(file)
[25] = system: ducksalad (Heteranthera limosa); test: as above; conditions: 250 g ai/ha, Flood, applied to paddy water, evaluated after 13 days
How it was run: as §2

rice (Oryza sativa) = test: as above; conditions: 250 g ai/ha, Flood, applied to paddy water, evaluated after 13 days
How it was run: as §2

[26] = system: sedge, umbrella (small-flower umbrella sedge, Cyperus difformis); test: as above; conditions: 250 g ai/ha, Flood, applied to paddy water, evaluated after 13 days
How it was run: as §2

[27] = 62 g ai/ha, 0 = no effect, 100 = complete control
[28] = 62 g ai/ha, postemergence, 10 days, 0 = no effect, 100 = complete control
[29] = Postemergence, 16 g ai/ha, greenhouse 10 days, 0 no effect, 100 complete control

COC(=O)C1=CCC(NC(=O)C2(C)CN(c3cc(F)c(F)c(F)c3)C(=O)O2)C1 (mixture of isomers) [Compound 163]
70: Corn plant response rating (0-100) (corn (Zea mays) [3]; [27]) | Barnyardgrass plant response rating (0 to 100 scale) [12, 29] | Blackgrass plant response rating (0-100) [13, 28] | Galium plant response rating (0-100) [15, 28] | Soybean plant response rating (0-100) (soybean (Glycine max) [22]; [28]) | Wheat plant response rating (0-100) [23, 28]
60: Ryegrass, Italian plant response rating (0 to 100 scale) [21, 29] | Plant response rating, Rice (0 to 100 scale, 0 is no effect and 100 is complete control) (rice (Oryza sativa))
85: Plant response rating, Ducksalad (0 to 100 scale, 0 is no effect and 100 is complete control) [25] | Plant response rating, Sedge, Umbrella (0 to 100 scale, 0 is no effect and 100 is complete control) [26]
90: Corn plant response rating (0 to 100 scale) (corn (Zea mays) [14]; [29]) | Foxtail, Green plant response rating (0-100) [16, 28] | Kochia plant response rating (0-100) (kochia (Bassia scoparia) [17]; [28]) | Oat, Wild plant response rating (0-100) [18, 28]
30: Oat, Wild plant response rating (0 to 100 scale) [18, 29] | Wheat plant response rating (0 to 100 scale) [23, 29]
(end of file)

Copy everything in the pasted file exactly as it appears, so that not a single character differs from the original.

[25] = system: ducksalad (Heteranthera limosa); test: as above; conditions: 250 g ai/ha, Flood, applied to paddy water, evaluated after 13 days
How it was run: as §2

rice (Oryza sativa) = test: as above; conditions: 250 g ai/ha, Flood, applied to paddy water, evaluated after 13 days
How it was run: as §2

[26] = system: sedge, umbrella (small-flower umbrella sedge, Cyperus difformis); test: as above; conditions: 250 g ai/ha, Flood, applied to paddy water, evaluated after 13 days
How it was run: as §2

[27] = 62 g ai/ha, 0 = no effect, 100 = complete control
[28] = 62 g ai/ha, postemergence, 10 days, 0 = no effect, 100 = complete control
[29] = Postemergence, 16 g ai/ha, greenhouse 10 days, 0 no effect, 100 complete control

COC(=O)C1=CCC(NC(=O)C2(C)CN(c3cc(F)c(F)c(F)c3)C(=O)O2)C1 (mixture of isomers) [Compound 163]
70: Corn plant response rating (0-100) (corn (Zea mays) [3]; [27]) | Barnyardgrass plant response rating (0 to 100 scale) [12, 29] | Blackgrass plant response rating (0-100) [13, 28] | Galium plant response rating (0-100) [15, 28] | Soybean plant response rating (0-100) (soybean (Glycine max) [22]; [28]) | Wheat plant response rating (0-100) [23, 28]
60: Ryegrass, Italian plant response rating (0 to 100 scale) [21, 29] | Plant response rating, Rice (0 to 100 scale, 0 is no effect and 100 is complete control) (rice (Oryza sativa))
85: Plant response rating, Ducksalad (0 to 100 scale, 0 is no effect and 100 is complete control) [25] | Plant response rating, Sedge, Umbrella (0 to 100 scale, 0 is no effect and 100 is complete control) [26]
90: Corn plant response rating (0 to 100 scale) (corn (Zea mays) [14]; [29]) | Foxtail, Green plant response rating (0-100) [16, 28] | Kochia plant response rating (0-100) (kochia (Bassia scoparia) [17]; [28]) | Oat, Wild plant response rating (0-100) [18, 28]
30: Oat, Wild plant response rating (0 to 100 scale) [18, 29] | Wheat plant response rating (0 to 100 scale) [23, 29]